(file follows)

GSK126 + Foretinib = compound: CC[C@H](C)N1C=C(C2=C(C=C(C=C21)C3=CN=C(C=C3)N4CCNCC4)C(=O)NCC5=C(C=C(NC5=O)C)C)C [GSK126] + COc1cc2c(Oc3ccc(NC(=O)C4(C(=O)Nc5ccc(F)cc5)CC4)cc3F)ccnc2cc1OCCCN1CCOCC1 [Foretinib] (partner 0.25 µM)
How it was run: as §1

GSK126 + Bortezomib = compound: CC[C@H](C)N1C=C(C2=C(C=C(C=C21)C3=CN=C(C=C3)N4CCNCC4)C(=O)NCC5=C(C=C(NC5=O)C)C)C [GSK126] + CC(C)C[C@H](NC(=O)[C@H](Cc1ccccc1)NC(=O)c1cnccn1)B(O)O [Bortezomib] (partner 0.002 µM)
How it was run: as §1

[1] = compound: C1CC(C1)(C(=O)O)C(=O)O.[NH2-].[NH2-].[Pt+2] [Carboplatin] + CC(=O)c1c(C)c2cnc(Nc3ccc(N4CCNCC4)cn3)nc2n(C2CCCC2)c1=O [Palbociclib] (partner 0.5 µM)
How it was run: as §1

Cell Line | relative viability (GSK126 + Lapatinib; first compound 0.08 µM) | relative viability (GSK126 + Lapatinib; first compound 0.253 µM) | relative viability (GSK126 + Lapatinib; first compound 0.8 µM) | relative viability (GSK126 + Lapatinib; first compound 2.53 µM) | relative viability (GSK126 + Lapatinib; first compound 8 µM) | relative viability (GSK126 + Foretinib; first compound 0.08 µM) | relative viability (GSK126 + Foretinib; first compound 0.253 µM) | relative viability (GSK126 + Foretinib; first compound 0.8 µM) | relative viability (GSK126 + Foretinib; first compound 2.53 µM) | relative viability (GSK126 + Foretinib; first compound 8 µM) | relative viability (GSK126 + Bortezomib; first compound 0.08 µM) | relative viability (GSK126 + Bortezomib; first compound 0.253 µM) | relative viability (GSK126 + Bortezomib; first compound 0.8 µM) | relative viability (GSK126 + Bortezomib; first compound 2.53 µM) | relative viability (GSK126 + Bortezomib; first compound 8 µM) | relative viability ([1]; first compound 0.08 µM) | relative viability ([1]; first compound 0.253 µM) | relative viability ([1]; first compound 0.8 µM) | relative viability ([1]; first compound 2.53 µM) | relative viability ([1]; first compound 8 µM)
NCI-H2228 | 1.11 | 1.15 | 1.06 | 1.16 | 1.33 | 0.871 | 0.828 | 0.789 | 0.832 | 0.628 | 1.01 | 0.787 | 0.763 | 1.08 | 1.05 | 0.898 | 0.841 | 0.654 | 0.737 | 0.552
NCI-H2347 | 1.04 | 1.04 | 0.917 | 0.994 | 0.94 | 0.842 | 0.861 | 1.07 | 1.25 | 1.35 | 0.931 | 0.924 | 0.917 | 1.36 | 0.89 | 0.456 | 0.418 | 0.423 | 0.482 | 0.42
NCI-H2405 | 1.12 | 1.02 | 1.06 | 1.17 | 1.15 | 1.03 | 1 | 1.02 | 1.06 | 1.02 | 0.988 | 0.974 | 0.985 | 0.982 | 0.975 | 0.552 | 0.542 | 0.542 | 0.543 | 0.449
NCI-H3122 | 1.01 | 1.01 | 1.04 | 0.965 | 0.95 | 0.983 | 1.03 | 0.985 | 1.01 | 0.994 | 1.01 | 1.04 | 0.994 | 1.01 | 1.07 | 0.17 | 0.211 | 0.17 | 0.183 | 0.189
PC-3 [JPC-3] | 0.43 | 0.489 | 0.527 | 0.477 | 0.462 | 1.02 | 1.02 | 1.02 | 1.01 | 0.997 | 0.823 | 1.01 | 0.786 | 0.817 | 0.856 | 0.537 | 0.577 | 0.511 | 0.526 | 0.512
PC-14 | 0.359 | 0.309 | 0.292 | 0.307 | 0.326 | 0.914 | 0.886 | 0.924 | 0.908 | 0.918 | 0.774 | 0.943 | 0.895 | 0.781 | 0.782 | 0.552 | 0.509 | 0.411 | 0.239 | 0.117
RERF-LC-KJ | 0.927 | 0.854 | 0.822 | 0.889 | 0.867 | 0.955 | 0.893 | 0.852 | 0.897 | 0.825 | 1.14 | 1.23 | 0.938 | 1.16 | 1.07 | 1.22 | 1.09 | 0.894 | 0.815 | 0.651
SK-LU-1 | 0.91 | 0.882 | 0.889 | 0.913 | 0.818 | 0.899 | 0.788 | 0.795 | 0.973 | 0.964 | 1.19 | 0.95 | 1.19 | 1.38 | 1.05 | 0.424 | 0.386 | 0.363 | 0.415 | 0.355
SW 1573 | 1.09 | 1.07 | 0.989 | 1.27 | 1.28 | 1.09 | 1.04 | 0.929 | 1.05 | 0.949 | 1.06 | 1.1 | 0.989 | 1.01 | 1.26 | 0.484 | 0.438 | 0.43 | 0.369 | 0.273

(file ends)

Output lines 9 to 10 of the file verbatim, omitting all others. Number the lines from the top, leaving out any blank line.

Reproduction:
NCI-H2347 | 1.04 | 1.04 | 0.917 | 0.994 | 0.94 | 0.842 | 0.861 | 1.07 | 1.25 | 1.35 | 0.931 | 0.924 | 0.917 | 1.36 | 0.89 | 0.456 | 0.418 | 0.423 | 0.482 | 0.42
NCI-H2405 | 1.12 | 1.02 | 1.06 | 1.17 | 1.15 | 1.03 | 1 | 1.02 | 1.06 | 1.02 | 0.988 | 0.974 | 0.985 | 0.982 | 0.975 | 0.552 | 0.542 | 0.542 | 0.543 | 0.449